But I’ve had a doctor who kept to the schedule. They guaranteed not to be more than 15 minutes behind. So you got exactly 15 minute with her, no matter you problem. And actually, if there was a complicated case before you that took 25, you got 5 so she could stay on schedule. She walked in, stood with her hand on the door the entire time, and barely listened.

    I’m happy to wait, and when my doctor gets to me, she always apologizes if they’re a little behind. It’s usually because of an emergency (the practice delivers a lot of babies). And I always tell her that I don’t mind, because she spends as much time with me as I need, and I’m glad she does the same with her other patients.

    And I almost never am in there more than 2 hours, total. I have a job. I schedule so that I can be away more than exactly 45 minute. And I don’t sit in the waiting room fuming about how my time is important. These people are dealing with peoples’ health, including yours, and I for one don’t want them to have to rush. I’ve seen that side of medicine. And by the way, I have no feeling in half of my right leg because of a doctor who guaranteed on-time appointments and never listened to symptoms.

    • RadarOReally has got the Post-Vacation Blues says:

      Make that “entitled”. Probably a bunch of typos in that long-winded comment.

    • xan says:

      All patients think they are entitled to everything they want.The ones that actually are very thankful for whatever help they get are the ones that Dr’s bend over backwards for.

  58. chart1 says:

    This is exactly why I’ve always just seen the nurse practitioner at the practices that I’ve gone too. Many people refuse to see them because “they’re not real doctors.” I have had far better experiences with them then the “doctors” with the mighty M.D. behind their name. I’ve never waited more than 10 minutes, and have always been treated much better by them. I rarely go to the doctor, and when I do 90% of the time, I already know what I have and just need meds.

  59. SphinxRB says:

    I’ve asked my Doctor for a discount on my next visit co-pay, he even had it waived last time. You’ve got to ask. Many offices charge you for being late, or make you reschedule; well…it’s a two way street, if they are late serving me, they need to pay up as well.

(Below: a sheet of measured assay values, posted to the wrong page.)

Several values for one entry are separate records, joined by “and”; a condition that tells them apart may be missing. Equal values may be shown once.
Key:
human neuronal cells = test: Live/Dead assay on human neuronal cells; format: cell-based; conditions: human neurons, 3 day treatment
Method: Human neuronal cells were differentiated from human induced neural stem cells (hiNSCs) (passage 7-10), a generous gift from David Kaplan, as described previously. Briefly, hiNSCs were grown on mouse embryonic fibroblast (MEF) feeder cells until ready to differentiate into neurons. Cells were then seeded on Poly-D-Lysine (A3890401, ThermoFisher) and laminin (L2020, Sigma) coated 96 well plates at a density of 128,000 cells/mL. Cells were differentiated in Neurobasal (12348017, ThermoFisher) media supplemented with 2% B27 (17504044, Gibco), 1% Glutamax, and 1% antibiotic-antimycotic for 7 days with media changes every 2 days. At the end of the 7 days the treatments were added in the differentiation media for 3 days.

60. MisterE says:

    One time I told the dentist that I thought he was great, but his staff was incompetent and I told him “You’re fired” Karma has a funny way of working because he’s no longer in business.

  61. mbbbus says:

    While this is a consumer web site, lets be careful to make the distinction between a patient and a customer. The standard of care required for patients (both legally and ethically) is much higher than it needs to be for a customer.
    If you would like your doctor to treat you like a patient rather than a consumer, understand that all of the other folks in the waiting room deserve the same. If someone needs more time and attention in my office, they get it. That requires me to run behind sometimes – always with explanation.
    If you don’t want to be kept waiting, find a doctor who cares more about the “customer service” aspects of his or her practice than the “patient care” issues. Be careful what you wish for.

    • 47ka says:

      + 100.

    • dg says:

      Sorry, but the two are not mutually exclusive. If you know you’re going to be spending more time on “patient care” – then ALLOCATE MORE TIME TO THE APPOINTMENTS. If you can only handle an average of two per hr – allocate that. Don’t squeeze in 4 or 6.

      And don’t you dare get uppidy when I value MY time as much as you value yours. Be ON TIME moron.

  62. Pax says:

    What really gets me is, when Doctors charge fees for being late, or for not cancelling an appointment sufficiently-far in advance … and then can’t live up to their own rules.

  63. Bohemian says:

    We changed PCP clinics two years ago. Our old clinic you expected to wait an hour in the waiting room past your appointment time, they were always overbooked or running behind. Our new PCP clinic is using some new scheduling methods and they work great. Anyone with a semi-emergency that needs to get squeezed in has to see the “on call” doctor. The on call doctor is assigned to do all the urgent, short notice or walk in patients that day so the other doctors can stay on schedule.

    Some specialists I can understand. My pain management doctor also handles people in late stage cancer or recovering from major accidents. Sometimes they have to squeeze in someone having a problem. Since I usually just need prescription renewals I don’t get annoyed if I end up waiting. I try to take the first appointment in the afternoon or plan on allowing extra time.